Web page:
Nth appeal to the Senate
Transparency enables accountability, which in turn leads to integrity.
Last Nov. 8, this subject was tackled in a forum organized by Integrity Initiative Inc., which is ably led by its president, Alex Cabrera, who is also chair emeritus of PwC Philippines. How this relates to Bureau of Customs (BOC) integrity and rampant smuggling was discussed. Former US Securities and Exchange Commission chair Luis Aguilar once wrote: “Without transparency, it is difficult to have accountability.”
Transparency in the BOC was made possible via Executive Order No. 297 issued on March 4, 2004. The fiat created a Cabinet Oversight Committee Against Smuggling, which is composed of the heads of relevant departments. It ensured private sector participation: one representative from agriculture via the Alyansa Agrikultura (AA) and another from industry via the Federation of Philippine Industries.
It met with the BOC every month, while also directly reporting to the President. Having been tasked to monitor the bureau’s activities, it was able to reduce smuggling by an impressive 25 percent.
Unfortunately, the committee was abolished. The chair said it was because it became too successful and the so-called “big fish” was caught.
Thereafter, smuggling soared by 102 percent.
(Note: a good indicator of smuggling is data from the UN Comtrade. Information is collected from the top 25 countries contributing up to 91 percent of Philippine imports. Comparing the value against data collected by the BOC, the difference will show outright and technical—undervaluation, misdeclaration and misclassification—smuggling.)
Nine years later, Administrative Order No. 38, s. 2013 created the National Competitiveness Council. It prescribed a similar antismuggling oversight committee, chaired by the Department of Finance, together with AA as the vice chair.
Smuggling rate decreased by 31 percent. And because it was too successful, it was abolished during the first year of the Duterte administration.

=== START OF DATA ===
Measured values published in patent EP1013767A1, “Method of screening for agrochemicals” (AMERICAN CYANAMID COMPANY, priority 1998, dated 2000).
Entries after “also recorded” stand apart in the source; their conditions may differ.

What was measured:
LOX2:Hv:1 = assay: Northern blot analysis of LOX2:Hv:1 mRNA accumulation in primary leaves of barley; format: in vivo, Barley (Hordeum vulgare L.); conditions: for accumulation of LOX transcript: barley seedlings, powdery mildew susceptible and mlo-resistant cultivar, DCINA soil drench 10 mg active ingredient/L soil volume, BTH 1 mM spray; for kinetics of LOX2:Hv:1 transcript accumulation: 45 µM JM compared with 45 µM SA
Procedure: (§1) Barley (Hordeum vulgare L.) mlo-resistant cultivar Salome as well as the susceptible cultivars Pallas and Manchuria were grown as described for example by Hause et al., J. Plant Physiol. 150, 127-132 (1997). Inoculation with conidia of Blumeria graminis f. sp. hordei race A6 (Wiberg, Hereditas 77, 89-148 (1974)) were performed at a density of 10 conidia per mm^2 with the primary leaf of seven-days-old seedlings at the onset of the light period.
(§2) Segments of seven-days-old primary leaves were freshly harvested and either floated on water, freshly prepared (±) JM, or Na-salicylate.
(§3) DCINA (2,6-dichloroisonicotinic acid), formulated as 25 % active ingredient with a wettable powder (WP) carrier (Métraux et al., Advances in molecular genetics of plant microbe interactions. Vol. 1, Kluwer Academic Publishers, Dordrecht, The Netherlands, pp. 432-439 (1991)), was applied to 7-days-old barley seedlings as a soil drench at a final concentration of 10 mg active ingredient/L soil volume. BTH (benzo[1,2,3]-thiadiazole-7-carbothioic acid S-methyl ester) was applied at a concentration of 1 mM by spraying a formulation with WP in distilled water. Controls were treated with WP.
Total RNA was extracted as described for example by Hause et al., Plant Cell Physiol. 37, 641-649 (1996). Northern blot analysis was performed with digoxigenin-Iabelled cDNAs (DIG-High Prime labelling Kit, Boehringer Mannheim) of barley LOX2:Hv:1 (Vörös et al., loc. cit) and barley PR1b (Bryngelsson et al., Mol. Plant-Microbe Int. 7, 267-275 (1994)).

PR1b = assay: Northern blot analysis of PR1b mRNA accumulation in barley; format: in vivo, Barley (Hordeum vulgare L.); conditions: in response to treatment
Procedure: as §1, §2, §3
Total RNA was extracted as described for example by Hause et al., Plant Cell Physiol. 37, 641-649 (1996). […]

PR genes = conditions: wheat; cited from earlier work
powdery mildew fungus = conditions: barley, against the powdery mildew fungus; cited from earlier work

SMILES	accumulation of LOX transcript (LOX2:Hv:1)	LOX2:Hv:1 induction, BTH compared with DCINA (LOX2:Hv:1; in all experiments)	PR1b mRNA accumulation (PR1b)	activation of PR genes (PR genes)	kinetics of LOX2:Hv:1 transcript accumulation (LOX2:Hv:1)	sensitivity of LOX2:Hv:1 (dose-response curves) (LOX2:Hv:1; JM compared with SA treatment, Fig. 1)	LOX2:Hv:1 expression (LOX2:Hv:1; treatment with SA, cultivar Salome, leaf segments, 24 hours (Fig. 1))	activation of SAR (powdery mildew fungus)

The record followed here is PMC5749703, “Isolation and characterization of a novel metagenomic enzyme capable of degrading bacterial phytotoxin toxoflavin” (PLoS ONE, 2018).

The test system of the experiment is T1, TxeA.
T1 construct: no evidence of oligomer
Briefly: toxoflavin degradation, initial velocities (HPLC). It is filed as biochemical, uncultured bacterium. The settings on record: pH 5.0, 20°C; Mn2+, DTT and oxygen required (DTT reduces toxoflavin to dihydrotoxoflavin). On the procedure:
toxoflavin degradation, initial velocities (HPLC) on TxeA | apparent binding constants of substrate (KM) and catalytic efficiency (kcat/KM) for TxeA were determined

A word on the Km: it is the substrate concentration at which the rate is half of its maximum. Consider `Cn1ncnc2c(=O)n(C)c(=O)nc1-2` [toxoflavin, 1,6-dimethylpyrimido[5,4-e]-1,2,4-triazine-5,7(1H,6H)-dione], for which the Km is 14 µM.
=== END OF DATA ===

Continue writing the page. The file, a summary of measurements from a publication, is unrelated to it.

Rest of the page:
Data from UN Comtrade then revealed that underreported imports more than doubled from P500 billion in 2019 to P1.3 trillion in 2021.
AA has since recommended the restoration of the committee. While this was approved by the international trade committee of the Philippine Council of Agriculture and Fisheries, no action was ever taken.
When the Regional Comprehensive Economic Partnership (RCEP) was proposed, 141 organizations urged the Senate to look into the trade deal’s negative impact on agriculture. They raised the alarm that smuggling will only flourish under this pact.
The AgriFisheries Alliance (AFA) took steps to make the Senate realize these. AFA is composed of three major agriculture-related sectors: farmers and fisherfolk, agribusiness, science and academe.
In the end, the Senate required six conditionalities before it ratified RCEP. These were expressly stated in the Feb. 21, 2023 ratification document. A key condition was the restoration of the public-private antismuggling body. Sans compliance, the document reads: “The Senate of the Philippines may recommend to the President the withdrawal from the Agreement.”
Since then, a low-level antismuggling group has been created. Its request to meet the BOC head has been denied for the last 15 months.
In other words, the all too crucial prerequisite in the RCEP document has yet to be implemented.
Last Oct. 25, the Senate invited the AFA to testify on this and other conditionalities. It was eventually postponed, but it would allow AFA the time and opportunity to present the views of company presidents and student leaders and other agriculture advocates present at the recent integrity forum.
With this external support, the voice of agriculture calling for private sector participation in the antismuggling initiative will hopefully get the attention it deserves.